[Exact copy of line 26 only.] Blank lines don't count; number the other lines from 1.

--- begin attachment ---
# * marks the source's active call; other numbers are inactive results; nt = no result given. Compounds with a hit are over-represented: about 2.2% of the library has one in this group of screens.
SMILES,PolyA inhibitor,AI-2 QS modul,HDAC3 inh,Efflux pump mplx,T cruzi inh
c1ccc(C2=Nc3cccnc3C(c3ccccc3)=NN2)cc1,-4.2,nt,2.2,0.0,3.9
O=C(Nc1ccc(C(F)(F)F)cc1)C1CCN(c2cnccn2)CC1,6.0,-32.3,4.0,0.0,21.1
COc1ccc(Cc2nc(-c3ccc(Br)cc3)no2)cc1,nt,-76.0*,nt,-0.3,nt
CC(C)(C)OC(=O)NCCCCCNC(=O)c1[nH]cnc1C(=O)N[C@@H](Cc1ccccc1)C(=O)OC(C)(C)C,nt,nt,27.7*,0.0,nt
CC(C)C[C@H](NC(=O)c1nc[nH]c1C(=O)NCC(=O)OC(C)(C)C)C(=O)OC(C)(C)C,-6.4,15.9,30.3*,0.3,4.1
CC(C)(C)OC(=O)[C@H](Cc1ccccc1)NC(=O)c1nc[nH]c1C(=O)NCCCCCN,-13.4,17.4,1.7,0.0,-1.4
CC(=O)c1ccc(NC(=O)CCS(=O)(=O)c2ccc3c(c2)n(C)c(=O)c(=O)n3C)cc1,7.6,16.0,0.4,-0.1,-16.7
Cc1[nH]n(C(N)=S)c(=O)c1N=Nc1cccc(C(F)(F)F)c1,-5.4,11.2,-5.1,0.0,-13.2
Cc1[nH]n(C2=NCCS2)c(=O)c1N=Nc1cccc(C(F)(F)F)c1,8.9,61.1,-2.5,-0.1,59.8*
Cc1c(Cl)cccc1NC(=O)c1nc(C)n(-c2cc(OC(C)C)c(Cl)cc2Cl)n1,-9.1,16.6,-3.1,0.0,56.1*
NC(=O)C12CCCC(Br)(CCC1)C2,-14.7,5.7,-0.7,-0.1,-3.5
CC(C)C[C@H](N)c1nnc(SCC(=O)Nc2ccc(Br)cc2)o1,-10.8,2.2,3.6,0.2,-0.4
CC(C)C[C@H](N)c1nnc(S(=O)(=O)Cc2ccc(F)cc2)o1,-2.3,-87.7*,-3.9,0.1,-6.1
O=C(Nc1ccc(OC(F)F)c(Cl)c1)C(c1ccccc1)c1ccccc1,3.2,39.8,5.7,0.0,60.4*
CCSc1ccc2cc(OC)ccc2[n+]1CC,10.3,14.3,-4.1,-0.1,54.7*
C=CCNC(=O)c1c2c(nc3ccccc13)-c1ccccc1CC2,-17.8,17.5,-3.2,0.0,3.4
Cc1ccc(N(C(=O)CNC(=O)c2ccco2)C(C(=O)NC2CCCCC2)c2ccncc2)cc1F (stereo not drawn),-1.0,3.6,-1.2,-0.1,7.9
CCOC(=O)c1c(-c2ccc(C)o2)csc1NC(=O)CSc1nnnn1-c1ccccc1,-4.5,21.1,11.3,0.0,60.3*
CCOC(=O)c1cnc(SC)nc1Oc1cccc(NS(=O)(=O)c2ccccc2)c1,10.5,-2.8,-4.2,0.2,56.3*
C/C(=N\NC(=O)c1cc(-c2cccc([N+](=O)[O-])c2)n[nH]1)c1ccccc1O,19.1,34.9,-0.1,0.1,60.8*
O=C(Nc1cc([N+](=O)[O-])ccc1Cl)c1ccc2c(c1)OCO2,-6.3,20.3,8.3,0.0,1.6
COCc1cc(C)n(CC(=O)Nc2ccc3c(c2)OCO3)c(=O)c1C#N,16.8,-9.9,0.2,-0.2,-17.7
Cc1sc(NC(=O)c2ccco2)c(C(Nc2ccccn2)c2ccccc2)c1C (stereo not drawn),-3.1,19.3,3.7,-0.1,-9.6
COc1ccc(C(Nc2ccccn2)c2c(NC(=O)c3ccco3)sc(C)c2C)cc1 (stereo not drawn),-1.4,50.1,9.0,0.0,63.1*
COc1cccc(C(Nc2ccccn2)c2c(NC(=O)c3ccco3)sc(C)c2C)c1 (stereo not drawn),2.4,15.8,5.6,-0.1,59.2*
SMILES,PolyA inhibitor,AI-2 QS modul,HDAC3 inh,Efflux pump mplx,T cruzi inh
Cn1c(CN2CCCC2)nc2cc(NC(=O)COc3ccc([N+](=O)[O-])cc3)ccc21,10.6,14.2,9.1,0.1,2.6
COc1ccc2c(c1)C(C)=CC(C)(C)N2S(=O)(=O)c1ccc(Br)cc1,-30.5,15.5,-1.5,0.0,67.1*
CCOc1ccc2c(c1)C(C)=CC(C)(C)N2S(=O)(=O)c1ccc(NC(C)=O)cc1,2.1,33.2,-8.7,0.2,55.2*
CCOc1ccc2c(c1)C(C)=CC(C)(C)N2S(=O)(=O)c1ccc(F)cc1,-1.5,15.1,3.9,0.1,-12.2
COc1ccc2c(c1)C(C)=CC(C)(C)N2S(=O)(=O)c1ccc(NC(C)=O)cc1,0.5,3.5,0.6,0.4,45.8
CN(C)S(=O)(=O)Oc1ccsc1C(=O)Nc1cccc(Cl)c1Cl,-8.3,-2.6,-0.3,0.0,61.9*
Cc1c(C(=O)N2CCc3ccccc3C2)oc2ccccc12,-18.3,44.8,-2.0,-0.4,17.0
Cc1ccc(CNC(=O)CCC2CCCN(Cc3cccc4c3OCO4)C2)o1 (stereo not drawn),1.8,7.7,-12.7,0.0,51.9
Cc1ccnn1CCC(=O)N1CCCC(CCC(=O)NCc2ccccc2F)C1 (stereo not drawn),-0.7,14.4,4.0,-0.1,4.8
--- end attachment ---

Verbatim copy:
COc1ccc(C(Nc2ccccn2)c2c(NC(=O)c3ccco3)sc(C)c2C)cc1 (stereo not drawn),-1.4,50.1,9.0,0.0,63.1*